No increased risk of febrile seizure after MMRV vaccine

Roshini Claire Anthony
04 Sep 2017
No increased risk of febrile seizure after MMRV vaccine

Children under 2 years who received the measles-mumps-rubella-varicella (MMRV) vaccine as a second measles-containing vaccine (MCV) following an MMR vaccine did not have an elevated risk of febrile seizures (FS), according to an Australian study. The introduction of the MMRV vaccine also increased MCV coverage in Australia.

Children aged 11–23 months who received the MMRV vaccine as their second MCV did not experience an increased risk of FS within 5–12 days of MMRV vaccine administration (relative incidence [RI], 1.08, 95 percent confidence interval [CI], 0.55–2.13; p=0.82). [JAMA Pediatr 2017;doi:10.1001/jamapediatrics.2017.1965]

In contrast, the risk of FS was elevated in the 5–12 days following MMR vaccine administration (first MCV; IR, 2.71, 95 percent CI, 1.71–4.29; p<0.001).

In this multicentre (five tertiary paediatric hospitals in Australia), prospective safety surveillance study conducted between May 2013 and June 2014 by the Paediatric Active Enhanced Disease Surveillance network, 1,668 unique cases of FS (median age at first FS, 21 months) occurred among 1,471 children aged 11–59 months.

Of the 391 patients aged 11–23 months who had ≥1 FS (465 total number of unique FS episodes), 71.1 percent had received the MMR vaccine followed by the MMRV vaccine, 24.8 percent had received the MMR vaccine only, and 4.1 percent had received neither.

Two-dose MCV coverage increased to 93.8 percent at age 36 months within 2.5 years of the MMRV vaccine introduction, while there was a 13.5 percent improvement in on-time immunization with the second MCV vaccine (within 30 days of recommended age) and a 4 percent improvement in one-dose varicella vaccine coverage.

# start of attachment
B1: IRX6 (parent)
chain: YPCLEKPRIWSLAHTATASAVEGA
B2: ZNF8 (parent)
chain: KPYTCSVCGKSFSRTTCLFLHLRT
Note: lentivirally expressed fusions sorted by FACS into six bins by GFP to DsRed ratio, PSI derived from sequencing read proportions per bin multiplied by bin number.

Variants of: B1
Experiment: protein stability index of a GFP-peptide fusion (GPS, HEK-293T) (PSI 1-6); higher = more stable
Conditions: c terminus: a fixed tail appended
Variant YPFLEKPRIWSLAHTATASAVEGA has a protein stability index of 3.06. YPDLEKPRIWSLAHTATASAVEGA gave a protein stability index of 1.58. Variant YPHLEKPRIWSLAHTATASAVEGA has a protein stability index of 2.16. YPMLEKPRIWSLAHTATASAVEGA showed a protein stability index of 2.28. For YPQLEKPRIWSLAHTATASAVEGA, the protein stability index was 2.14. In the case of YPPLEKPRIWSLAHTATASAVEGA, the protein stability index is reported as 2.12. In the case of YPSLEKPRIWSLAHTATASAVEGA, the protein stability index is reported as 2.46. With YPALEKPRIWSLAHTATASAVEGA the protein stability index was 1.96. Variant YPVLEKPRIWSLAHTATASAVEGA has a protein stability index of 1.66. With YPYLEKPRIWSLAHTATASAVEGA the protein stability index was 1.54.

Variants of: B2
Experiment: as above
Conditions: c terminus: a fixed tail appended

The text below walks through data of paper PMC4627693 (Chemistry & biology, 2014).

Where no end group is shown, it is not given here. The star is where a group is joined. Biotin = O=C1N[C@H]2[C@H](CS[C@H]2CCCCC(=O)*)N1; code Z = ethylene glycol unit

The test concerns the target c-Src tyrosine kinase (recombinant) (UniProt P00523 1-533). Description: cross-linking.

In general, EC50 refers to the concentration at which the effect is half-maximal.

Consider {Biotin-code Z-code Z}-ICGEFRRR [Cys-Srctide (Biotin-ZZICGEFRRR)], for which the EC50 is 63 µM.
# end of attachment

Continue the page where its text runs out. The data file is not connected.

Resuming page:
“Our evaluation demonstrates that MMRV vaccine introduction in Australia has been associated with improved coverage and timeliness of protection against all four diseases … with no effect on the overall safety profile of the programme,” said the researchers led by Associate Professor Kristine Macartney from The Children’s Hospital at Westmead, New South Wales, Australia.

Reports of an increased risk of febrile seizures following MMRV vaccine administration compared with separate MMR and varicella vaccines led to the US Advisory Committee on Immunization Practices recommending, in 2009, that the MMR and varicella vaccine be administered as separate injections over the MMRV vaccine for the first dose of these vaccines at age 12–47 months, said Dr Cindy Weinbaum from the Centers for Disease Control and Prevention and Dr Walter Orenstein from the Emory Vaccine Center, Atlanta, Georgia, US, in a commentary. [JAMA Pediatr 2017;doi:10.1001/jamapediatrics.2017.2375;]

The MMRV vaccine was recommended as the second dose as there was no evidence of an elevated risk of FS compared with separate vaccines when administered as the second dose, they said.  

The researchers acknowledged that the findings may not be representative of all Australian children with FS and did not discount the potential role of confounding factors. The results were also mostly based on administration of one of the two available MMRV vaccines.


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